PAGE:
September 14, 2009

The Europeans Target Schechita Again

European Jews seem to be perpetually condemned to a tenuous acceptance of schechita as being a humane form of animal slaughter. Although they recently won a major victory in the European Union Parliament, the legislative body did not preclude further debate in each of the EU’s parliaments. Indeed, animal rights activists who are bent on banning both schechita and halal, have their sights set on taking on kosher slaughter in many parliaments. Although the prognosis for the future of Europe’s Jews appeared bleak only a decade ago, the opposite seems to be true these days with strong emerging kosher communities in Germany, Russia, Belarus, and the Ukraine. Although anti-Semitism has forced many French Jews to emigrate to Israel, the country remains the largest Jewish community in Europe. There are small but thriving kosher markets in the UK, Belgium, Holland, and Austria.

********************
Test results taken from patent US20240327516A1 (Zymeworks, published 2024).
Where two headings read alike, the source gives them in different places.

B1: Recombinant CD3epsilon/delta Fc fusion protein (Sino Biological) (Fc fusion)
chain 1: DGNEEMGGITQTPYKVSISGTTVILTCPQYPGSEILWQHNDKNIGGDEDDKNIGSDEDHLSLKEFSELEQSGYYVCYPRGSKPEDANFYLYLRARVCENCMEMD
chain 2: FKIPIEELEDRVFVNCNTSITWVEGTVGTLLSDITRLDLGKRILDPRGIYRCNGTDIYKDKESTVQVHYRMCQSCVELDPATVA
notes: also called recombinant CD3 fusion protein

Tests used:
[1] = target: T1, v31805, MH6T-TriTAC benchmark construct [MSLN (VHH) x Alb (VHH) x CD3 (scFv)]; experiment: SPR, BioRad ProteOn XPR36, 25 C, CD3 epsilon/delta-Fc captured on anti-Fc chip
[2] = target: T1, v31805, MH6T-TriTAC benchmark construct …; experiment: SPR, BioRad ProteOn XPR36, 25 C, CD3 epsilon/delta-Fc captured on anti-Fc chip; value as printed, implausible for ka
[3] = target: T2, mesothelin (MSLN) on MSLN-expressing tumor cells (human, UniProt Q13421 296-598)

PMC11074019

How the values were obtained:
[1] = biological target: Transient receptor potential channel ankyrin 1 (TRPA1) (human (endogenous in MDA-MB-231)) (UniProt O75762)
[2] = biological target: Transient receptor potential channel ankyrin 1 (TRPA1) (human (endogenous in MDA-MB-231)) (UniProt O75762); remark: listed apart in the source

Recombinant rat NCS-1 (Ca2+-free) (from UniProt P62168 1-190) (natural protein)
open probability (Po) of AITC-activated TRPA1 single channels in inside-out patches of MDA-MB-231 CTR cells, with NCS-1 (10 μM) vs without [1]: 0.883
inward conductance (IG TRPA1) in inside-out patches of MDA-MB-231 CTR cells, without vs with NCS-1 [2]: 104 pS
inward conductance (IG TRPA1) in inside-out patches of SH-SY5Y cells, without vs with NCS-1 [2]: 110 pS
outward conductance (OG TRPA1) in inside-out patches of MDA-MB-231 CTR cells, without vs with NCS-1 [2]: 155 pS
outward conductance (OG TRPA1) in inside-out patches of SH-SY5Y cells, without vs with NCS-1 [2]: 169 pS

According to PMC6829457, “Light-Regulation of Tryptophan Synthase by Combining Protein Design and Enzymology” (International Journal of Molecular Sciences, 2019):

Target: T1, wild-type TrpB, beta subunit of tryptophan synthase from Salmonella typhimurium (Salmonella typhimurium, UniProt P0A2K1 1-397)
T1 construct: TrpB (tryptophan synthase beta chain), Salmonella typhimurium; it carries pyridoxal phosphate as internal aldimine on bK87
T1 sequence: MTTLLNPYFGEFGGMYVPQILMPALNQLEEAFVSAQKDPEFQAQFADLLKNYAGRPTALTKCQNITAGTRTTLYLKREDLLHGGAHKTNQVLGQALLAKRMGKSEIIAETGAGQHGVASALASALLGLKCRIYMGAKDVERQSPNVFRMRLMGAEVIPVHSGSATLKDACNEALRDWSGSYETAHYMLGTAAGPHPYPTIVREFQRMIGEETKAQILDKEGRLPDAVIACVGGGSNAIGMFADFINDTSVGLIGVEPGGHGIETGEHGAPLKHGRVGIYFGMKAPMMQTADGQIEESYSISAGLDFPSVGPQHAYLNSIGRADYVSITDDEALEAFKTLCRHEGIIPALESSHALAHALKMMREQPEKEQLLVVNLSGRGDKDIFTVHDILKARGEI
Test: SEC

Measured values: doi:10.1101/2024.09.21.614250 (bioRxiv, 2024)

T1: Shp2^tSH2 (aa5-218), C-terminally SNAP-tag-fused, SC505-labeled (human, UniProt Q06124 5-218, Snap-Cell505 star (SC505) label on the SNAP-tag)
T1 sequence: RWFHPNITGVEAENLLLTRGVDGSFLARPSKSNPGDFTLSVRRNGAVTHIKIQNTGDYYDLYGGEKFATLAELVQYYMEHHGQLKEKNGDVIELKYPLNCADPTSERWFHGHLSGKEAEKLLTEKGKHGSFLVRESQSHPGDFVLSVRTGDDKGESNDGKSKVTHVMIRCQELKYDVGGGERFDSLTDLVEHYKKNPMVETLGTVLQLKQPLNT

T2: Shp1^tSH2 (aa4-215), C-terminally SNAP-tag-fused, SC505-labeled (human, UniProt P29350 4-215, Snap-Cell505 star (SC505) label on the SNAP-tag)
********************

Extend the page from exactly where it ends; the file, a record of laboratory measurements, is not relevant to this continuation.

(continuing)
It is remarkable that the continent that is so soaked with Jewish blood should continue to be the biggest obstacle to a timeless custom that has been proven to be one of the most humane forms of animal slaughter. Although animal rights activists still argue that a shot from a stun gun is less painful than a single cut from a sharp knife, most scientific research tends to agree with the ancient rites. The larger question is why this issue resurfaces again and again. Why can’t a religious minority enjoy the peace of mind that one of its most sacred customs should not come under repeated attack? How gratifying it would have been for the European Union Parliament to adopt a unanimous vote that says: Kosher slaughter is humane. Period. End of Story! But then again, this is Europe.